Chlorine is measured in parts per million (ppm).Stabilizer chlorine should be avoided unless you have an outdoor pool, and should not exceed 30-50ppm. The table below lists recommended ranges for both pool (less than 30°C/86°F) and hot tub (more than 30°C/86°F) water quality measures.
|Free Chlorine (less than 30ºC/86ºF)||0.5ppm||2.0-5.0ppm||5.0ppm|
|Free Chlorine (more than 30ºC/86ºF)||1.5ppm||3.0-5.0ppm||5.0ppm|
|Bromine (less than 30ºC/86ºF)||1.5ppm||3.0-5.0ppm||5.0ppm|
|Bromine (more than 30ºC/86ºF)||2.5ppm||5.0-8.0ppm||8.0ppm|
Total Alkalinity CaCO3
|Cyanuric Acid (outdoor pools only)||30ppm||30-50ppm||80ppm|
Your dealer can help you with more advanced chemical analyses.
Remember to use and store your pool chemicals safely as they can be dangerous. Follow safety instructions on the product label and safety data sheets.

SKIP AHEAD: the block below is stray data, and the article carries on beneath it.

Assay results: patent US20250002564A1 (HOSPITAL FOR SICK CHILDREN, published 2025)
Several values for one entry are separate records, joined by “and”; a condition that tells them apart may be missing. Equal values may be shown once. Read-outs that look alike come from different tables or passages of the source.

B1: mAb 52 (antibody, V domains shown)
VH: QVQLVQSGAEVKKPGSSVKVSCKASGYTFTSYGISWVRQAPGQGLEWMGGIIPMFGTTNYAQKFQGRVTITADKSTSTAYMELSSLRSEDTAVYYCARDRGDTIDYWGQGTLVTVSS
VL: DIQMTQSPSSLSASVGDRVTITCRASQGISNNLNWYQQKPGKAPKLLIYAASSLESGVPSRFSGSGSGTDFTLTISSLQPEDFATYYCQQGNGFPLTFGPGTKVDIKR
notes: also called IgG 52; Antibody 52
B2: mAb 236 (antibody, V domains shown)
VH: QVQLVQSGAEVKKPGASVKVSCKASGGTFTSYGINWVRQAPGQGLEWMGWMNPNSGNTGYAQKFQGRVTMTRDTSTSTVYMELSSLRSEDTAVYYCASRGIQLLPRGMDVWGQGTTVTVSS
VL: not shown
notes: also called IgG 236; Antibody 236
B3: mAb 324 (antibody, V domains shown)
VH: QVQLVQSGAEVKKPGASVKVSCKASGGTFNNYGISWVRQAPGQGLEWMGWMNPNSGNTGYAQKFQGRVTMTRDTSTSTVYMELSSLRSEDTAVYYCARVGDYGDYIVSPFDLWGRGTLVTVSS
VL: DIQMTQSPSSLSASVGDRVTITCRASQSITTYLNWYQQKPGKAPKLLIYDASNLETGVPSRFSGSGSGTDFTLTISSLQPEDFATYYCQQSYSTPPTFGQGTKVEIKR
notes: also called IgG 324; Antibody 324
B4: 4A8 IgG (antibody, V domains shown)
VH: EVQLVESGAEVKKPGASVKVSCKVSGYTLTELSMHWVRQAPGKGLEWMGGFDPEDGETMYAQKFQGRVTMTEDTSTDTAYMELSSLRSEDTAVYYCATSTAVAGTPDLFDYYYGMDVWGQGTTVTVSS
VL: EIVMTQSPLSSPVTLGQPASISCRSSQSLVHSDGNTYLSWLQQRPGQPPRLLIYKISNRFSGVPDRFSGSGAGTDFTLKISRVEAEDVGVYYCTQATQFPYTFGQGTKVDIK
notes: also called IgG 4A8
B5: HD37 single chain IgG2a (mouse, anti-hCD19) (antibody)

Regular shock treatment is recommended
When combined, residual chlorine begins to accumulate in the water and can lead to unwanted odors and eye irritation. Shock treatment is a process for getting rid of the combined residual chlorine in a hot tub or pool. Ideally, shock treatment is done before the combined residual chlorine is more than 0.5ppm.
In hot tubs, you can also just replace all of the water instead of doing a shock treatment. The use of non-chlorine shock treatment can impact test kits by affecting accuracy when reading the total chlorine.
Most pool suppliers can provide instructions or chemicals for shock treating a hot tub or pool. This helps clear the water and remove contaminants. Make sure the chlorine level is back to normal before you enter the tub.